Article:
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The University of Texas at San Antonio Online Magazine

Of Monarchs & Milkweed

Without the birds and bees and butterflies, many of our food sources would disappear. UTSA experts are now heading up research behind preserving some of our crucial pollinators

By Michelle Mondo

With the cacophony of Interstate 35 traffic as a backdrop, Tyler Seiboldt stands on the side of the freeway with three other UTSA researchers, all scanning the ground. “Three ragweed,” Seiboldt says to the group. “Litter one,” adds Julian Chavez ’15, a research assistant in the environmental science department.

Their seemingly indecipherable utterances are the start of two days’ study of plants along the interstate from San Antonio to Laredo and back again. The goal is to note herbaceous vegetation, dead or alive, but specifically, milkweed. Individual teams document anything significant, including the amount of litter, ragweed, or unknown specimens that are inside a square perimeter. “Yellow bundle one,” Chavez calls out, giving a generic description that the researchers will try to identify later.

The survey is one part of a multifaceted, two-year study examining the Texas milkweed population and how that affects America’s most well-known butterfly—the monarch. But ultimately, the analysis of the two species will highlight whether they need to be protected to save the population as well as important segments of the human food chain.

“We know that milkweed is the baby food for the monarchs; it’s what the eggs and larvae develop on, so it’s critical,” explains Janis Bush, director of UTSA’s environmental science academic programs. “If we want to know something about the monarchs, we definitely have to consider the food source.”

And with a recent petition to the U.S. Fish and Wildlife Service to get the monarch listed as a federally protected species, the number of people interested in the minutiae of the official state insect of Texas has skyrocketed.

As a pollinator, the monarch is part of the backbone of the human food supply and has joined the bee as a symbol in a global debate about conservation, genetically modified crops, pollution, population, and the climate. “Pollination is not just fascinating natural history,” the U.S. Forest Service says on its website. “It is an essential ecological survival function. Without pollinators, the human race and all of Earth’s terrestrial ecosystems would not survive.”

Evidence shows monarch populations have declined overall, but the reason and whether the decline can be stopped is part of a debate in which UTSA’s research is critical. The results will be sent to the Fish and Wildlife Service to help decide if the monarch should be classified as a threatened species, which would mean protecting habitat and food supply. Given that the monarch’s migration route stretches from Canada to Mexico, hitting America’s Corn Belt and cutting a swath through Texas, where more than 94 percent of land is privately owned, the butterfly’s impact is considerable.

Enter the Texas comptroller’s office, which awarded UTSA a $300,000 grant for milkweed research. In its press release announcing the grant, the comptroller said, “There are economic concerns if the butterfly is listed because many industries important to our state’s economy could be affected, from agriculture to land development to energy production. This crucial research will help us develop voluntary best-management practices to conserve the monarch butterfly while minimizing the impact on economic activity.”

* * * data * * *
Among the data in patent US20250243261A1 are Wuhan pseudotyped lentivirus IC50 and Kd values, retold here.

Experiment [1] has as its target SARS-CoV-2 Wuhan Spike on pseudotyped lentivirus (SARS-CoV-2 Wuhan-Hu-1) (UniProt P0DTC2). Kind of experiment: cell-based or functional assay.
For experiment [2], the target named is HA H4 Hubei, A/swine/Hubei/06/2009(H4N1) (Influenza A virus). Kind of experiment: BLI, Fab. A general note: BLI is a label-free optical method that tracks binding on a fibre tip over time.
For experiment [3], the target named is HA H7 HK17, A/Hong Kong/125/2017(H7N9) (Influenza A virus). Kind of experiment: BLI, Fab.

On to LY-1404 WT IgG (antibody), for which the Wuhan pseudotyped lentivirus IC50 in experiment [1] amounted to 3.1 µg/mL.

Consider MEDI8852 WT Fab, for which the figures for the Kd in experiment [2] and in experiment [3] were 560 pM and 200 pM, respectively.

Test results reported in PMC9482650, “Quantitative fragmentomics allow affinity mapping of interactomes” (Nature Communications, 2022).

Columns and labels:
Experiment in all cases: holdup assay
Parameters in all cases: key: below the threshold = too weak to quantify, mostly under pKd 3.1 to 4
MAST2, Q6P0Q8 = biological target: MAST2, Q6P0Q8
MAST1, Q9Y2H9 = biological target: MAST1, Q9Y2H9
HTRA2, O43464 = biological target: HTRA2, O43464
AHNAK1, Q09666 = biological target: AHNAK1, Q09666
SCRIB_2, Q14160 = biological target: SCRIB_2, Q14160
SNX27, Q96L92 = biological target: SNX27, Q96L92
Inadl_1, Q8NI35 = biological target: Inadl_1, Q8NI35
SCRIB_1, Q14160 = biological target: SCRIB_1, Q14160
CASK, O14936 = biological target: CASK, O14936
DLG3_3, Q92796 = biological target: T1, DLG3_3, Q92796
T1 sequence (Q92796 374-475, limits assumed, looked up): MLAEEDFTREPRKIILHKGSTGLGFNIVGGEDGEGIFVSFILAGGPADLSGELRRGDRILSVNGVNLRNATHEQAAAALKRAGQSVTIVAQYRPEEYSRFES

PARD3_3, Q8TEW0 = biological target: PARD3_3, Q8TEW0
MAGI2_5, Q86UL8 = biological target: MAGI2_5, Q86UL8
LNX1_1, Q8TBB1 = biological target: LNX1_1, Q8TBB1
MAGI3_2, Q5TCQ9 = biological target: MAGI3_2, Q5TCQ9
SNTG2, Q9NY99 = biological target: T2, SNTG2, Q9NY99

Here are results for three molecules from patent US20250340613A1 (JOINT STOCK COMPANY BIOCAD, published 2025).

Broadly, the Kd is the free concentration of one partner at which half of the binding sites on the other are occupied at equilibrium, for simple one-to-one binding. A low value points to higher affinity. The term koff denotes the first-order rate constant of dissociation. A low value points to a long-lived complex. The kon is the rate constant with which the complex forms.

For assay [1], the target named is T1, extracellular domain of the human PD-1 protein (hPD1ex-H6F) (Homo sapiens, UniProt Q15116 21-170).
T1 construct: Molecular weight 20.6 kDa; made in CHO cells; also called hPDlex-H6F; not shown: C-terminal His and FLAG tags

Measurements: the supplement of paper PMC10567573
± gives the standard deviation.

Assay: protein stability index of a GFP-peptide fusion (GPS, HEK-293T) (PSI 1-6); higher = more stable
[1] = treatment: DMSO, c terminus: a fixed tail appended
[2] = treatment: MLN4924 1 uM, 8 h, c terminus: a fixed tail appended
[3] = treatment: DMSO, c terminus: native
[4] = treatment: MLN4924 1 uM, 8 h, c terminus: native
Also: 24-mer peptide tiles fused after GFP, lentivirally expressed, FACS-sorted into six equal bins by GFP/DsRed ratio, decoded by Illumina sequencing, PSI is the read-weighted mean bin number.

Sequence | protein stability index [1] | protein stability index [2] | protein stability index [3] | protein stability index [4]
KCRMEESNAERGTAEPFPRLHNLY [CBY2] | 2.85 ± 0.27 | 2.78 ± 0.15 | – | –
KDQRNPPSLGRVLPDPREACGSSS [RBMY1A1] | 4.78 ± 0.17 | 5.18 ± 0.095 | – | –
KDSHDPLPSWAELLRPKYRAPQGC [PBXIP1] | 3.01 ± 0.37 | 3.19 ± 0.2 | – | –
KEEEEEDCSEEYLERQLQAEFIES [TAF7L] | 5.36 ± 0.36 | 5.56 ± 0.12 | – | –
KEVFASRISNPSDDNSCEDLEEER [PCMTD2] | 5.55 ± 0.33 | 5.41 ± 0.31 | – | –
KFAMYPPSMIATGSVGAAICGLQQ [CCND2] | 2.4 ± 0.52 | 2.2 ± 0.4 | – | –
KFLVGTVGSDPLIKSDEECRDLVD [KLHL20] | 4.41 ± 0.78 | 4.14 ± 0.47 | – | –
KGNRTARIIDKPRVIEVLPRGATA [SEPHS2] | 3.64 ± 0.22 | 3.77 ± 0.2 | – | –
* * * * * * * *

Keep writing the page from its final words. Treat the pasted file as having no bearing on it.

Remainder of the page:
Mix in passionate citizen-scientists with state politics, economics, and agriculture, and the UTSA researchers could find themselves in a pressure cooker. Bush recognizes the politics and the stakes. And she remains clear on her team’s goals—stick to the science, educate through outreach, and maybe even have fun while doing it. “A lot of people don’t understand the importance these pollinators are to our food supply,” she says. “I’m really excited the subject is getting a lot of attention up to a national level. That UTSA can have a hand in this research is very, very exciting.”

Plight of the Pollinators

First, it was the honeybee. A sharp decline in their North American population had scientists raising an alarm. Scholars continue to publish articles about what the loss of bees means, conservationists mobilize, and across continents governments are trying to figure out how much of an impact there has been or could be on the global food supply.

Now, the monarch joins the conversation. As pollinators—an insect or animal that can transfer pollen from plant to plant—monarchs and bees help plants reproduce. Almost 80 percent of the 1,400 crop plants grown around the world require pollination by animals, according to the Forest Service. In the United States, crops that depend on pollinators are worth more than $10 billion a year, according to the agency.

Milkweed growing in a greenhouse on UTSA’s Main Campus illustrates what a dearth of pollinators would mean for farmers. “For those flowers that aren’t self-pollinating, we have to do that artificially; we take a brush, get pollen on the brush, take it to another flower, and put the pollen on that flower,” Bush says. “On a large scale, that’s what pollinators are doing. So we can imagine what impact that would have if we didn’t have them. You can’t have people out there in a huge field of a particular crop taking little camel-hair brushes and pollinating plants one to another.”

Recent studies have shown that over the past 20 years the population of eastern North American migrating monarchs has dropped 90 percent, according to the Fish and Wildlife Service. Illegal logging in Mexico, changes in the climate, and destruction of milkweed are all considered contributors. Leaders at the highest levels of government in Canada, the United States, and Mexico have all agreed the problem needs to be addressed. The three countries have created a high-level, interagency working group.